Fiction vs. Fact: Lust, Caution and the Real-Life Story

John Byron, Robert Pack, Panagiotis Dimitrakis, Peter Harmsen, Eileen Chang

Most people assume the 2007 movie Lust, Caution directed by Ang Lee is based on a real- life assassination in World War 2 Shanghai as narrated in the novella Lust, Caution by Eileen Chang (published 1979).

This is a wrong assumption. The errors are perpetuated in Wikipedia.

Wikipedia states the genesis of the movie Lust, Caution as follows –
Lust, Caution (Chinese: 色,戒; pinyin: Sè, Jiè; Jyutping: Sik1Gaai3) is a 2007 erotic period espionage romantic mystery film [4] directed by Ang Lee, based on the 1979 novella by Eileen Chang. Lust, Caution is set in Hong Kong in 1938 and in Shanghai in 1942, when the city was occupied by the Imperial Japanese Army and ruled by the puppet government led by Wang Jingwei. The film depicts a group of Chinese university students from The University of Hong Kong who plot to assassinate a high-ranking special agent and recruiter working for the puppet government by luring him into a honey trap. The film is generally accepted to be based on the historical event of Chinese spy Zheng Pingru’s failed attempt to assassinate the Japanese collaborator Ding Mocun.[5]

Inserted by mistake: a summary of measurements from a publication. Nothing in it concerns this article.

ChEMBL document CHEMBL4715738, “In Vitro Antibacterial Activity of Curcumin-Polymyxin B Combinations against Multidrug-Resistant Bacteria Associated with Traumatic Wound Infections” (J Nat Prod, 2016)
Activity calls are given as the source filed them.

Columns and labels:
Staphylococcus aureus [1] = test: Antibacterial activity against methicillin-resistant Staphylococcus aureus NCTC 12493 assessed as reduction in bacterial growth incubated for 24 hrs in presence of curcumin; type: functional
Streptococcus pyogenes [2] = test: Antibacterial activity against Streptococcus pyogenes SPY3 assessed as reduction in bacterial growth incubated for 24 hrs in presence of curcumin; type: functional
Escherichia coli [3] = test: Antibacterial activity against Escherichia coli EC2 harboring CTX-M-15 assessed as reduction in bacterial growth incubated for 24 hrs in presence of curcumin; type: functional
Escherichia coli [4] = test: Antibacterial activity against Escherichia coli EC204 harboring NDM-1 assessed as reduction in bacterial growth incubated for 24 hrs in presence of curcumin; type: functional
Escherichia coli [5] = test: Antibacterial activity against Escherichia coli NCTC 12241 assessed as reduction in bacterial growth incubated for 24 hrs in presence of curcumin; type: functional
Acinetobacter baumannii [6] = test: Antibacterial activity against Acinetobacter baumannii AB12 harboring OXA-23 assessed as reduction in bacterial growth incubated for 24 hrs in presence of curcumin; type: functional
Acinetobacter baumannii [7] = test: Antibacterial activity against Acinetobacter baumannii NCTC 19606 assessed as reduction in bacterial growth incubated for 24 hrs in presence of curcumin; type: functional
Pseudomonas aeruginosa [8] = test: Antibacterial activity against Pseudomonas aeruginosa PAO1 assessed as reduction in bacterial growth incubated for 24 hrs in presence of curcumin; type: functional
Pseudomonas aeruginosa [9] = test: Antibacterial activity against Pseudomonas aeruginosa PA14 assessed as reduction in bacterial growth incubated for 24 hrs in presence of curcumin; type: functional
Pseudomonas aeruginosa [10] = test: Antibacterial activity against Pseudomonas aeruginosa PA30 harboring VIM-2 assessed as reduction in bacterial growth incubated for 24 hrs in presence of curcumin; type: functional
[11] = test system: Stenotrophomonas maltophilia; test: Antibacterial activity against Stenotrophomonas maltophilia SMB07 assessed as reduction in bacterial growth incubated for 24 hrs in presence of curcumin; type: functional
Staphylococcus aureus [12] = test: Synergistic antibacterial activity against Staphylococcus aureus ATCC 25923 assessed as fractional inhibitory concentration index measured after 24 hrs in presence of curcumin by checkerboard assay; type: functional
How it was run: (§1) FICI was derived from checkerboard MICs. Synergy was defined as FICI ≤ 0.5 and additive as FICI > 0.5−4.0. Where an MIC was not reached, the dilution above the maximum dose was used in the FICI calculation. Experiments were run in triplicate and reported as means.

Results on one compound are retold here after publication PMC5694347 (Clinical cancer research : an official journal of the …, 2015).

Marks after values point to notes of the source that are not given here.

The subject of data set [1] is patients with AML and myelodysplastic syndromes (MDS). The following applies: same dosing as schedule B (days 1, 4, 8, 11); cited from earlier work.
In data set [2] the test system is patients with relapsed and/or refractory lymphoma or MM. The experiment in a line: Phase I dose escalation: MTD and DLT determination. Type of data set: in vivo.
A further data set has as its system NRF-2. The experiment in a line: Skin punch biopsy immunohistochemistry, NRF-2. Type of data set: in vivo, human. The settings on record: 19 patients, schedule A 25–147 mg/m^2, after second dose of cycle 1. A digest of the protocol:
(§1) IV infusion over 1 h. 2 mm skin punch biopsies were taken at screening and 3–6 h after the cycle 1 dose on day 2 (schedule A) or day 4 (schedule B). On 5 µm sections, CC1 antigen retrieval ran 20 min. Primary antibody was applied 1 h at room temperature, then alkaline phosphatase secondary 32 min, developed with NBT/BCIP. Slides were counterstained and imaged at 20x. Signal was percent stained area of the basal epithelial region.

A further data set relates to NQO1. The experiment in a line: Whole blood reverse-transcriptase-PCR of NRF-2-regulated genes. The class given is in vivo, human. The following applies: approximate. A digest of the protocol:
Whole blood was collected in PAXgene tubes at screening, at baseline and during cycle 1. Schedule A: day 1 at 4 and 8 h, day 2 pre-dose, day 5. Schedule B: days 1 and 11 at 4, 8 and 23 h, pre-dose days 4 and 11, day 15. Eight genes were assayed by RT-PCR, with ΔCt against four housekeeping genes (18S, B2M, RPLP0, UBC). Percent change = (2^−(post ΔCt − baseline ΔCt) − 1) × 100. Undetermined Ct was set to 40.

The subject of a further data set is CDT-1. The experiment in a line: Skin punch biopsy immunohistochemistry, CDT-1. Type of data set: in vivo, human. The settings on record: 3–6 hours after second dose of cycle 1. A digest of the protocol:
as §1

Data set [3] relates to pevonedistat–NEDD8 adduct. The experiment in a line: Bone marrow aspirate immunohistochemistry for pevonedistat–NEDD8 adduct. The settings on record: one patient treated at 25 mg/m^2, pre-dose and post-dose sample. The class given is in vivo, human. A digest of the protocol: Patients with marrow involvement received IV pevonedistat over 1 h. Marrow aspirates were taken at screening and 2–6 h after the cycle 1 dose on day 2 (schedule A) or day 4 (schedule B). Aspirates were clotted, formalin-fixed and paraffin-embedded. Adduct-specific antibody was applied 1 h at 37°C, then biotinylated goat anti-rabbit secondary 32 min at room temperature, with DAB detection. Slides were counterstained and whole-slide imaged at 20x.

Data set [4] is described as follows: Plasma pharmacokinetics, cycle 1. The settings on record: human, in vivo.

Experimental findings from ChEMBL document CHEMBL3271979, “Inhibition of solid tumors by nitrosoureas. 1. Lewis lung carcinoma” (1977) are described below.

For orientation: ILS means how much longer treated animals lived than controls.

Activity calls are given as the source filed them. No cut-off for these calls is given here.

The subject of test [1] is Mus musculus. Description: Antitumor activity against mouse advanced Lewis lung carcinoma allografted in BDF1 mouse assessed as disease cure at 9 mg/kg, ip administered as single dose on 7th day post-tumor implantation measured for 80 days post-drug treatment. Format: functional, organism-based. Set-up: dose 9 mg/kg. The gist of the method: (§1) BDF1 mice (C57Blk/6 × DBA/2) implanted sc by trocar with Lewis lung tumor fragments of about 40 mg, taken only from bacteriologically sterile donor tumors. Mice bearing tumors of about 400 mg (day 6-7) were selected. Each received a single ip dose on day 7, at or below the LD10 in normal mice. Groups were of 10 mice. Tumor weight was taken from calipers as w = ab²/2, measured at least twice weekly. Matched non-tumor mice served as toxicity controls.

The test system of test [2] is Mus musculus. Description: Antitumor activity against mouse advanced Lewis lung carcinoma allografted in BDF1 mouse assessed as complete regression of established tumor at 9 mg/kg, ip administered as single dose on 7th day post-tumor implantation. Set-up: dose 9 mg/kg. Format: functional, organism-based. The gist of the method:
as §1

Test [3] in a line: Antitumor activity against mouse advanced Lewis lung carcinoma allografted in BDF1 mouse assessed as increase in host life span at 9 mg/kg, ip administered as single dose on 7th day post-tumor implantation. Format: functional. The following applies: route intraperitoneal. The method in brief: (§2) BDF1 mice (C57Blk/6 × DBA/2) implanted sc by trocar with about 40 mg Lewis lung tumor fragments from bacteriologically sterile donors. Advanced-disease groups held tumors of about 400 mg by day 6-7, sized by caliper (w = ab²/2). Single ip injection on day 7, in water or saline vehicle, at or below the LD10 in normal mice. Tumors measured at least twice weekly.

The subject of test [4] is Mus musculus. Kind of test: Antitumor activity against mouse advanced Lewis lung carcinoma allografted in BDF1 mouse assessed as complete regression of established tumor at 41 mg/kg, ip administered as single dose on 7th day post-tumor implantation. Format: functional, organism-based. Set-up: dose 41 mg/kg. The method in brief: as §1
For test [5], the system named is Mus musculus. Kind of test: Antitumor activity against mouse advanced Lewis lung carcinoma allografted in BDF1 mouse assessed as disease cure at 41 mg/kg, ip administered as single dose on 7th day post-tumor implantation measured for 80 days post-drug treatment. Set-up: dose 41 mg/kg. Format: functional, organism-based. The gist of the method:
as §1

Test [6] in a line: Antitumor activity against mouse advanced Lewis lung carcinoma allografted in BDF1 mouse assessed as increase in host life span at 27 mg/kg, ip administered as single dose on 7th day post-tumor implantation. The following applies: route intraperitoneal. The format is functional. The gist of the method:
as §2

In fact, Eileen Chang (a direct descendent of Li Hung Chang) did not base her story on any real events. Her work is entirely a work of fiction.

This can be seen from the Penguin Edition of the English translation of Lust, Caution. In her Editor’s Afterword, Julia Lovell never made the linkage.

Neither did Lovell linked the novella to the real-life assassination attempt on Ding.

The linkage is imagined by some people and now has become part of folklore.

The real-life assassination attempt was not carried out by a young mistress of Ding. She just led him into an ambush. She had divided loyalties as she wished to help China but was in love with Ding. (Harmsen p88 and 193).

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